• Understanding Business Drivers (KPIs)

    Understanding Business Drivers (KPIs)Went to an interesting Enterprise Training workshop last night about Key Performance Indicators (KPIs). To my surprise it was very much like the Lean Manufacturing workshops I attended because it focussed on measuring performance in all aspects of your business to succeed. For example:

    Why do we need KPIs?
    "You can't manage what you don't measure"
    Without metrics [measurement]...
    - Decisions are based solely on feeling, instinct
    - Performance is subjective
    - There are no standards for improvement

    Every business needs to measure it's objectives or vision and the best way to do that is to clarify your business goals into the following categories:

    1. Direction
    2. KPI
    3. Benchmark
    4. Target
    5. Timeline

    For example if my objective is to "increase average revenue per customer from $100 to $150 by the end of 2009" then it can be classified like this:

    1. Direction: increase
    2. KPI: average revenue per customer
    3. Benchmark: $100
    4. Target: $150
    5. Timeline: Now until the end of 2009

    Over the next week I plan to go through our business goals and ensure that I can describe them within the above five categories which I think will clarify our business measurement somewhat.

    An important thing to note, is not to confuse KPIs with Critical Success Factors (CSFs). A critical success factor is something that needs to be put in place to achieve your objectives. For example, if my objective is to "increase average revenue per customer from $100 to $150 by the end of 2009" then one of my CSFs might be to introduce a new product range, improve staff productivity or reduce costs but those are not the KPI which is "average spend per customer". I think this is an important distinction because as business owners we can get tied up in our products or not change our ways because that's how we always did it. Separating KPIs from the Critical Success Factors actually opens up space for new products and processes to be introduced to achieve the KPIs.

    OK. So how do we implement a successful KPI program?


    Strategy examples: Be number 1 franchise, first to release new products, buy or develop new techniques
    - Goals examples: increase average revenue per customer from $10 to $150 by the end of 2009, improve staff productivity by 100% in 2 months, decrease support by 10% by 2009.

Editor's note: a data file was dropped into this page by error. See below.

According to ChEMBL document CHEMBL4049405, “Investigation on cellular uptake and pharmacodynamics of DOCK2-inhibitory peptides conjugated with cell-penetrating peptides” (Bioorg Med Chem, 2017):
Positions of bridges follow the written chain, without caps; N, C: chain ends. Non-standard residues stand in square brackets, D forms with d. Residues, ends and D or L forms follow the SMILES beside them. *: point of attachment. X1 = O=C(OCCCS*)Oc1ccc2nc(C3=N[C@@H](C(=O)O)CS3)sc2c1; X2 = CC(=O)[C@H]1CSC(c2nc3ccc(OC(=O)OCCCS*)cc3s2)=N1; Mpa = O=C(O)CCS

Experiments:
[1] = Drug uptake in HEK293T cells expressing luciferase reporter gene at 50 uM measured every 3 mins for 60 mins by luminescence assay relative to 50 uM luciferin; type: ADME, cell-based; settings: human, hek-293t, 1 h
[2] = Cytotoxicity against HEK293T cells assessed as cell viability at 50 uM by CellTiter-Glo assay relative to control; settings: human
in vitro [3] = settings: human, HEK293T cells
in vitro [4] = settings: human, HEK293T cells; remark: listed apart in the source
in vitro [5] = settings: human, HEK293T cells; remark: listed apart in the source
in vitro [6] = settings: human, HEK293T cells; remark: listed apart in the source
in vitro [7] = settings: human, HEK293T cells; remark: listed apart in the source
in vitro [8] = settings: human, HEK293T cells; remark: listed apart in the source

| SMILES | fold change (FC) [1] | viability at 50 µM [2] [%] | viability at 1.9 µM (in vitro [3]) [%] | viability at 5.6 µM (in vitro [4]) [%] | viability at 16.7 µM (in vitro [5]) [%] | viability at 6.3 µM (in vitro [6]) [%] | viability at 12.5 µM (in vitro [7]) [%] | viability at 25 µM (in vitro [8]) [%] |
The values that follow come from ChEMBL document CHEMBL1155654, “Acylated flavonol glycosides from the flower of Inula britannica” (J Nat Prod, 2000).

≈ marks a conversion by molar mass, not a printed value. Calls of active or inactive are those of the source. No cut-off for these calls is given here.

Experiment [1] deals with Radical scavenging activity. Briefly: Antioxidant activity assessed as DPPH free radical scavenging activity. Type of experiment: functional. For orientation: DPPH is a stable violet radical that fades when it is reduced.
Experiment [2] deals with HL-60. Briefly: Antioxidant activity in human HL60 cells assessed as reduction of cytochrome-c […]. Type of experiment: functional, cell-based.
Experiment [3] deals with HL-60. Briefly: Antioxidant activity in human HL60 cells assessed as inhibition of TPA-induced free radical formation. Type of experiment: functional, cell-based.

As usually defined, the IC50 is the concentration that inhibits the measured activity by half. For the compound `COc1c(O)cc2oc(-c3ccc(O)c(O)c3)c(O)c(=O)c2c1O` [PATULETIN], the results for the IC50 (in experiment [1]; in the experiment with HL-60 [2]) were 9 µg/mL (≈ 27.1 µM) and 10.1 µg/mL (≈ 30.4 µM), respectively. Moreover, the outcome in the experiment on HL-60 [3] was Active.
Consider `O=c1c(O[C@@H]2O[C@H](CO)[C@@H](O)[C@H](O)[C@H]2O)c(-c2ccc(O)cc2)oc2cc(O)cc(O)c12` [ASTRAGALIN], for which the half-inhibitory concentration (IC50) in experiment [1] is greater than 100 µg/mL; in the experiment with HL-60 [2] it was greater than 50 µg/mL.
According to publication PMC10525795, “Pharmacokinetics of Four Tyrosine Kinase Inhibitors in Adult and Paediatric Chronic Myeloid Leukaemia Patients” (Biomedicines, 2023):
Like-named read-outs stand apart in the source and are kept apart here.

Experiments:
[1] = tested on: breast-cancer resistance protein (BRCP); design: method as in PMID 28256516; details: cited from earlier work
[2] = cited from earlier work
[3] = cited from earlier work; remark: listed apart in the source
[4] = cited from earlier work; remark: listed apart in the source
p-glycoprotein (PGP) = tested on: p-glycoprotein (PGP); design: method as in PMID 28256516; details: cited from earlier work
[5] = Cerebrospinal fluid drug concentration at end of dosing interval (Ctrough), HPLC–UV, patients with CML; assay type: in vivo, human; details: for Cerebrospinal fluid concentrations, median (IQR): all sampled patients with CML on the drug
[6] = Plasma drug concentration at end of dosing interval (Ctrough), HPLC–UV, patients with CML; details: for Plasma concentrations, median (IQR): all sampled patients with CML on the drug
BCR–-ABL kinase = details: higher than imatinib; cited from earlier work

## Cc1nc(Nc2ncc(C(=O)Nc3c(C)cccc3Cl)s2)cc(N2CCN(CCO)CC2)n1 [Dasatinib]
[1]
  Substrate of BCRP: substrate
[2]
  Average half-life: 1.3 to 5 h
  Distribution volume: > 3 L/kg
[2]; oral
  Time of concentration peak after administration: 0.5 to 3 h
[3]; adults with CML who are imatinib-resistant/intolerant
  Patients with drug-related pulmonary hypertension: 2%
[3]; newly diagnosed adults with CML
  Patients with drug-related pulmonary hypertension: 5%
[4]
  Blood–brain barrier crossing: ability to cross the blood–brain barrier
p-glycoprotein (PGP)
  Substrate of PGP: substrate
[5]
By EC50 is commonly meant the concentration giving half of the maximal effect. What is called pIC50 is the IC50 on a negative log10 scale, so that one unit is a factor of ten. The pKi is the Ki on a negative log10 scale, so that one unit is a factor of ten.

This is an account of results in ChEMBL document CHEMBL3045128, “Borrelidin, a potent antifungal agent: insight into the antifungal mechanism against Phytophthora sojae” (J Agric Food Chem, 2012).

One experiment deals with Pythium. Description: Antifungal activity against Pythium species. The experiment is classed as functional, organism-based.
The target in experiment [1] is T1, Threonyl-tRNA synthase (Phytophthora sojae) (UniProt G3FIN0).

- Business driver examples: You goals are your business drivers. Split them into four categories like this:

    1. Customer Satisfaction Goals (what are the supporting KPIs?)
    2. Employee Satisfaction Goals (what are the supporting KPIs?)
    3. Cost/Productivity Goals (what are the supporting KPIs?)
    4. Organisation/Maturity Goals (what are the supporting KPIs?)


    Now that we can identify our goals we can create KPIs for them. Below are some examples:

    1. Customer Satisfaction Goals: Accuracy, timeliness, courtesy, skills, overall satisfaction, transaction speed, ease of use/access
    2. Employee Satisfaction Goals: Turnover, sick days, training days per year, time to proficiency
    3. Cost/Productivity Goals: Cost per incident / product item, utilisation of plant and equipment, customer per employee ratios, jobs handled per employee.
    4. Organisation/Maturity Goals: Time to produce / service proficiency, work force density, Problem / error elimination values, process formalisation


    Map out specific actions that can be taken to achieve or exceed targets.

    • Define alternate actions if KPIs aren't being reached.
    • Implement KPIs into daily operations
    • Reporting requires to identify what information needs to be measured, how often, how to be gathered and how to be presented. For example real-time reporting is useful for staff and supervisors whilst historical reporting is helpful to managers and business owners.


    Achieving and maintaining optimal performance is an ongoing process. For example:

    • Strategies and goals change so regularly revisit your KPIs to verify their validity
    • Adjust KPIs as necessary to keep efforts aligned with desired performance results.

    So, as shown above, a lot of clarity can be gained using KPIs. I always thought of KPIs as staff KPIs meeting their job requirement but last night's workshop showed KPIs within the entire business model which makes a lot more sense and helps me understand Lean Manufacturing a bit better.

    Some of the my notes from the workshop include:

    1. Avoid measuring and monitoring too much stuff. Only monitor what needs to be monitored.
    2. Be SMART (Specific, Measurable, Achievable, Result Oriented, Time Bound).
    3. KPIs are metrics but not all metrics are KPIs.
    4. KPIs are critical, actionable measures.
    5. KPIs are tightly linked to strategies and goals.

    Brynn Neilson About


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